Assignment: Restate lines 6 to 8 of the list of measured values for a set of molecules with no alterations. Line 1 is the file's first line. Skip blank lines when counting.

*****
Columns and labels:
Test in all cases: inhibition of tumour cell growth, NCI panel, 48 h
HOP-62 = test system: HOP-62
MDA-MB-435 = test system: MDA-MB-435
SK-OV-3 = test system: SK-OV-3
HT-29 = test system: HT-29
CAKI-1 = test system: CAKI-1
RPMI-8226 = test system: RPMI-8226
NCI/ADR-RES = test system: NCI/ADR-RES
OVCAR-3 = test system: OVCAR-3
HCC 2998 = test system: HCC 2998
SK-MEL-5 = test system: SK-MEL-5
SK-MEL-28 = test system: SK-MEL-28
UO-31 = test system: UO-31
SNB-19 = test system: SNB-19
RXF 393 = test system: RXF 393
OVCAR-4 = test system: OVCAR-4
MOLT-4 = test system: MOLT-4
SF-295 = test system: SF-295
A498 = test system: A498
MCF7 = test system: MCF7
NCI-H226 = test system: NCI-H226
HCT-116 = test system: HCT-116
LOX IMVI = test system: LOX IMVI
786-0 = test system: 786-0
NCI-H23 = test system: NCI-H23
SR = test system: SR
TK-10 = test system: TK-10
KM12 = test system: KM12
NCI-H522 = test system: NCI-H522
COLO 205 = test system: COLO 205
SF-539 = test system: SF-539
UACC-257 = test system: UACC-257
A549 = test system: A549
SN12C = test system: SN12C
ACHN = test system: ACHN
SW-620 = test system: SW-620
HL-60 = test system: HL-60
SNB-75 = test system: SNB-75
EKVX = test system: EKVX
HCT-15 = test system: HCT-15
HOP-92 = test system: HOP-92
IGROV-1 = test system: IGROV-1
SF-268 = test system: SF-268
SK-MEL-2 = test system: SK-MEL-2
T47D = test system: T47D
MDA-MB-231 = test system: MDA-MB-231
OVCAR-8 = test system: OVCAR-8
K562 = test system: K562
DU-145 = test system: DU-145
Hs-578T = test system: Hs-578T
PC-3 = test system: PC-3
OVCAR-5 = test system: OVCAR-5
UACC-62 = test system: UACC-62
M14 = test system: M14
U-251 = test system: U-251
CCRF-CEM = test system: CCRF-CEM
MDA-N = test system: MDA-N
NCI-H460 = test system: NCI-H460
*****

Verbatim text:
HT-29 = test system: HT-29
CAKI-1 = test system: CAKI-1
RPMI-8226 = test system: RPMI-8226